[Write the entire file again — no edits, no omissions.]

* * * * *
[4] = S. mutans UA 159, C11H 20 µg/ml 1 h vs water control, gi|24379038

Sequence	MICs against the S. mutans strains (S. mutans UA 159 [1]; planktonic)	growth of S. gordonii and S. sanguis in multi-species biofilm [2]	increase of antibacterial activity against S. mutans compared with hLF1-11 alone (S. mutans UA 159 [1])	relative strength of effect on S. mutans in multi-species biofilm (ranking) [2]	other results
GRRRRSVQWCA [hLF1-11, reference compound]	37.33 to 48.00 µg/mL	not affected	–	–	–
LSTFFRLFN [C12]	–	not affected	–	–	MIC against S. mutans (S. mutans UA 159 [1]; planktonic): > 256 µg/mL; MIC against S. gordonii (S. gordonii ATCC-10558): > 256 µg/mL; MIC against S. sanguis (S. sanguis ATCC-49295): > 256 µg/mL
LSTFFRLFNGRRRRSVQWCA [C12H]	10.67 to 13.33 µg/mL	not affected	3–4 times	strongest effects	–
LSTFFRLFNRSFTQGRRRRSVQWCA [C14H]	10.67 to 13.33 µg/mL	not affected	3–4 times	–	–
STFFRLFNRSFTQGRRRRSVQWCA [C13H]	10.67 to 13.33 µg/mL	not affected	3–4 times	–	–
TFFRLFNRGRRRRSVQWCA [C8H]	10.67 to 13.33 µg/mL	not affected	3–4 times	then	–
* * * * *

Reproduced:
[4] = S. mutans UA 159, C11H 20 µg/ml 1 h vs water control, gi|24379038

Sequence	MICs against the S. mutans strains (S. mutans UA 159 [1]; planktonic)	growth of S. gordonii and S. sanguis in multi-species biofilm [2]	increase of antibacterial activity against S. mutans compared with hLF1-11 alone (S. mutans UA 159 [1])	relative strength of effect on S. mutans in multi-species biofilm (ranking) [2]	other results
GRRRRSVQWCA [hLF1-11, reference compound]	37.33 to 48.00 µg/mL	not affected	–	–	–
LSTFFRLFN [C12]	–	not affected	–	–	MIC against S. mutans (S. mutans UA 159 [1]; planktonic): > 256 µg/mL; MIC against S. gordonii (S. gordonii ATCC-10558): > 256 µg/mL; MIC against S. sanguis (S. sanguis ATCC-49295): > 256 µg/mL
LSTFFRLFNGRRRRSVQWCA [C12H]	10.67 to 13.33 µg/mL	not affected	3–4 times	strongest effects	–
LSTFFRLFNRSFTQGRRRRSVQWCA [C14H]	10.67 to 13.33 µg/mL	not affected	3–4 times	–	–
STFFRLFNRSFTQGRRRRSVQWCA [C13H]	10.67 to 13.33 µg/mL	not affected	3–4 times	–	–
TFFRLFNRGRRRRSVQWCA [C8H]	10.67 to 13.33 µg/mL	not affected	3–4 times	then	–